Some Context:

I'm working with some data given in the form of Bezier curves. I need to sort these (partially ordered) Bezier curves by "outwardness" (described below) and have come across an interesting problem. Such an interesting problem, that I'm confident others have worked on the same problem. Due to the limited complexity of the problem (only considering simple cubics) I'm guessing a solution is known too.

Terminology/Notation/Assumptions:

Let $c:(0,1)\to\mathbb{C}$ be a cubic polynomial with complex coefficients. Further, assume this curve is simple, oriented and let the outward (unit) normal vector to $c$ at the point $t$ be denoted by $n_c:(0,1)\to\mathbb{C}$.

For my purposes, we can also assume that $c$ has a weak form of convexity in that it is not "outward of" itself (according to the following definition).

Below I'll refer to a point, $z\in\mathbb{C}$, as being *outward of the curve* $c$ if there is some $s>0$ and $t\in (0,1)$ such that $z=sn_c(t)+c(t)$. For simplicity (and with some abuse of common notation), I'll let $\mathcal{N}^+_c$ denote the region of all points in $\mathbb{C}$ that are outward of $c$.

The Goal:

I want a simple way to check whether one such curve (like that described by $c$ above) is outward of another such curve. In other words, a curve $c_1$ and outward of another curve $c_2$ if and only if $\text{Image}(c_1)\cap \mathcal{N}^+_{c_2}\neq\emptyset$.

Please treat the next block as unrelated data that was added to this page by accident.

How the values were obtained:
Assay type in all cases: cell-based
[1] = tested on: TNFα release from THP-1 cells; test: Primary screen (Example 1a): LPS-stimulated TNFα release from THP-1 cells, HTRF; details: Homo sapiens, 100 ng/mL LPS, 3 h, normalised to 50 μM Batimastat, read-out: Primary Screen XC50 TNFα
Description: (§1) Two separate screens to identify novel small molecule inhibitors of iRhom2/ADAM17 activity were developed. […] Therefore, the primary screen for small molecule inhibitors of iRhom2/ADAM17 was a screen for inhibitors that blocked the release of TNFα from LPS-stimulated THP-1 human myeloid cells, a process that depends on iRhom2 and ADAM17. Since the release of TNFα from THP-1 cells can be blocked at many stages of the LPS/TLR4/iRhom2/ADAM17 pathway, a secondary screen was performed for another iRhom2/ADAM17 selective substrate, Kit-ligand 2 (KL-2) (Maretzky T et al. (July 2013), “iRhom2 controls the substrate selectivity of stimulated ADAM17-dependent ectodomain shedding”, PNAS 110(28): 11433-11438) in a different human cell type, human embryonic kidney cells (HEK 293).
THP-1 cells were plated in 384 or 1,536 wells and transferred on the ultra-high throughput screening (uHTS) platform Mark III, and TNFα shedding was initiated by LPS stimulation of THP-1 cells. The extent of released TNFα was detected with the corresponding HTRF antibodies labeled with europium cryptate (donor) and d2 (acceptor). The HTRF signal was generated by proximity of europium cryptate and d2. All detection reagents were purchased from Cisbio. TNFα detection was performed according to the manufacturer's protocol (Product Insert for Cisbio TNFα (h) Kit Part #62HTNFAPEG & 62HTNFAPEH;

Note that in the data set I'm working with, it can be assumed that $\text{Image}(c_1)\cap\mathcal{N}^+_{c_2}\neq\emptyset \:\Rightarrow\: \text{Image}(c_2)\cap \mathcal{N}^+_{c_1}\neq\emptyset$ (which is equivalent to the condition that a set of such curves admits a partial ordering w.r.t. "outwardness").

Current Progress (and **the interesting problem**):

Currently I'm using generating $N$ outward normal lines and testing for intersections, but this a very slow. Trying to speed it up, I thought maybe I could explicitly solve for the curves that define the boundary of $\mathcal{N}^+_c$. This is the interesting part... what are these curves?

I've included some pictures below (the curve, $c$, is in black). You can see sometimes these boundary curves of $\mathcal{N}^+_c$ are (piecewise) linear, and other times they are curved (depending on the curvature of $c$).

Ideas:

1)I could do something really adhoc (like doing a floodfill of the outer white space in the example images and fitting a cubic spline to the boundary), but that seems messy.

2)I could look at the family of curves offset from (parallel to) $c$ at a distance of $s$ and find values of $s$ and $t$ at which self-intersections occur... which sounds like fun, but a little outside my wheelhouse so I thought I'd ask on here before investigating that path further.

Anyone know how to do this? The ideal solution would be a function that takes in the coefficients of $c$ and outputs (some explicit parameterization of) the two boundary curves that $\partial\mathcal{N}^+_c$ is the union of.

Note: In the examples below, $c$ is black (the red curve is parallel curve $sn_c(t)+c(t)$ at some fixed $s$ I chose for display purposes).